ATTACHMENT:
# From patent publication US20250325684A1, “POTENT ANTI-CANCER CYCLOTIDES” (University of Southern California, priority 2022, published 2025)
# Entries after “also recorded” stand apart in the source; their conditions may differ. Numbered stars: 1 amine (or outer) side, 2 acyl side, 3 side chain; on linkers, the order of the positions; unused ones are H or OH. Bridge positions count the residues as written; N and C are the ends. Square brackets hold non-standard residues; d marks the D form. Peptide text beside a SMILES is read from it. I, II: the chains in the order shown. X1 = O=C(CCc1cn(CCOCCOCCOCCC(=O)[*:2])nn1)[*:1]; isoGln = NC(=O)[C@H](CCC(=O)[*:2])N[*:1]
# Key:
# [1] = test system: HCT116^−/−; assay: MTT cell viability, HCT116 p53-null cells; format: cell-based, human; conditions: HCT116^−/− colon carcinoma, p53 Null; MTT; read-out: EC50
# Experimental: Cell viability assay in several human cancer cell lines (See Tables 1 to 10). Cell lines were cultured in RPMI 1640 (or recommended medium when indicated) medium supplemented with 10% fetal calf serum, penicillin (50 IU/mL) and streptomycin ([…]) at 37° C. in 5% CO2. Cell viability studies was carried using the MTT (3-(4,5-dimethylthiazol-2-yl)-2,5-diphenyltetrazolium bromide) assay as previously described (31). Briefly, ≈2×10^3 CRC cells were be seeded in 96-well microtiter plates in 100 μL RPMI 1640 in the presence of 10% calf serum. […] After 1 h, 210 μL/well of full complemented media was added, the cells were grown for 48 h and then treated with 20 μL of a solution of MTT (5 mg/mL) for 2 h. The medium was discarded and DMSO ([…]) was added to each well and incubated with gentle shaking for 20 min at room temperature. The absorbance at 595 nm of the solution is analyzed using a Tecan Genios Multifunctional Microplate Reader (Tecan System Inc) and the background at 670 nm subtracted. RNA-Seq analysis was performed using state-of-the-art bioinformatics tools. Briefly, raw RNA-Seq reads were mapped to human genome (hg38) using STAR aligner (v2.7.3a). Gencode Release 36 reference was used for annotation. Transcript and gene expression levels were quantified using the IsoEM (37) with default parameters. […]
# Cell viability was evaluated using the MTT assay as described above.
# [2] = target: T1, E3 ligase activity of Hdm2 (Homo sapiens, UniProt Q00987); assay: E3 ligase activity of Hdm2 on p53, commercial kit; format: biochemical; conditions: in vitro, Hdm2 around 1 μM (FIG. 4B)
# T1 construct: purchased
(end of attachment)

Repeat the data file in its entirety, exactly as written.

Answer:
# From patent publication US20250325684A1, “POTENT ANTI-CANCER CYCLOTIDES” (University of Southern California, priority 2022, published 2025)
# Entries after “also recorded” stand apart in the source; their conditions may differ. Numbered stars: 1 amine (or outer) side, 2 acyl side, 3 side chain; on linkers, the order of the positions; unused ones are H or OH. Bridge positions count the residues as written; N and C are the ends. Square brackets hold non-standard residues; d marks the D form. Peptide text beside a SMILES is read from it. I, II: the chains in the order shown. X1 = O=C(CCc1cn(CCOCCOCCOCCC(=O)[*:2])nn1)[*:1]; isoGln = NC(=O)[C@H](CCC(=O)[*:2])N[*:1]
# Key:
# [1] = test system: HCT116^−/−; assay: MTT cell viability, HCT116 p53-null cells; format: cell-based, human; conditions: HCT116^−/− colon carcinoma, p53 Null; MTT; read-out: EC50
# Experimental: Cell viability assay in several human cancer cell lines (See Tables 1 to 10). Cell lines were cultured in RPMI 1640 (or recommended medium when indicated) medium supplemented with 10% fetal calf serum, penicillin (50 IU/mL) and streptomycin ([…]) at 37° C. in 5% CO2. Cell viability studies was carried using the MTT (3-(4,5-dimethylthiazol-2-yl)-2,5-diphenyltetrazolium bromide) assay as previously described (31). Briefly, ≈2×10^3 CRC cells were be seeded in 96-well microtiter plates in 100 μL RPMI 1640 in the presence of 10% calf serum. […] After 1 h, 210 μL/well of full complemented media was added, the cells were grown for 48 h and then treated with 20 μL of a solution of MTT (5 mg/mL) for 2 h. The medium was discarded and DMSO ([…]) was added to each well and incubated with gentle shaking for 20 min at room temperature. The absorbance at 595 nm of the solution is analyzed using a Tecan Genios Multifunctional Microplate Reader (Tecan System Inc) and the background at 670 nm subtracted. RNA-Seq analysis was performed using state-of-the-art bioinformatics tools. Briefly, raw RNA-Seq reads were mapped to human genome (hg38) using STAR aligner (v2.7.3a). Gencode Release 36 reference was used for annotation. Transcript and gene expression levels were quantified using the IsoEM (37) with default parameters. […]
# Cell viability was evaluated using the MTT assay as described above.
# [2] = target: T1, E3 ligase activity of Hdm2 (Homo sapiens, UniProt Q00987); assay: E3 ligase activity of Hdm2 on p53, commercial kit; format: biochemical; conditions: in vitro, Hdm2 around 1 μM (FIG. 4B)
# T1 construct: purchased